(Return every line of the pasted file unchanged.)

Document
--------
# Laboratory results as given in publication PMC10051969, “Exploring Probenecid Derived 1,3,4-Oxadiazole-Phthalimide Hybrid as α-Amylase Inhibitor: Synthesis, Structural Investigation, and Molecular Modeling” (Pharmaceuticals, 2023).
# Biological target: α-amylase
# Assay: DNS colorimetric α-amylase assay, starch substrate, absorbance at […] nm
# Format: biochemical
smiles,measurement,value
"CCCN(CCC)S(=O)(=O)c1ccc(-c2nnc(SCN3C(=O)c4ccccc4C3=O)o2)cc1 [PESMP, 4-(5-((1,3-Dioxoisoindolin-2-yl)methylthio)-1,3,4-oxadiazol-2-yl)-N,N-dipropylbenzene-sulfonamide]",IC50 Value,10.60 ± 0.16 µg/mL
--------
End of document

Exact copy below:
# Laboratory results as given in publication PMC10051969, “Exploring Probenecid Derived 1,3,4-Oxadiazole-Phthalimide Hybrid as α-Amylase Inhibitor: Synthesis, Structural Investigation, and Molecular Modeling” (Pharmaceuticals, 2023).
# Biological target: α-amylase
# Assay: DNS colorimetric α-amylase assay, starch substrate, absorbance at […] nm
# Format: biochemical
smiles,measurement,value
"CCCN(CCC)S(=O)(=O)c1ccc(-c2nnc(SCN3C(=O)c4ccccc4C3=O)o2)cc1 [PESMP, 4-(5-((1,3-Dioxoisoindolin-2-yl)methylthio)-1,3,4-oxadiazol-2-yl)-N,N-dipropylbenzene-sulfonamide]",IC50 Value,10.60 ± 0.16 µg/mL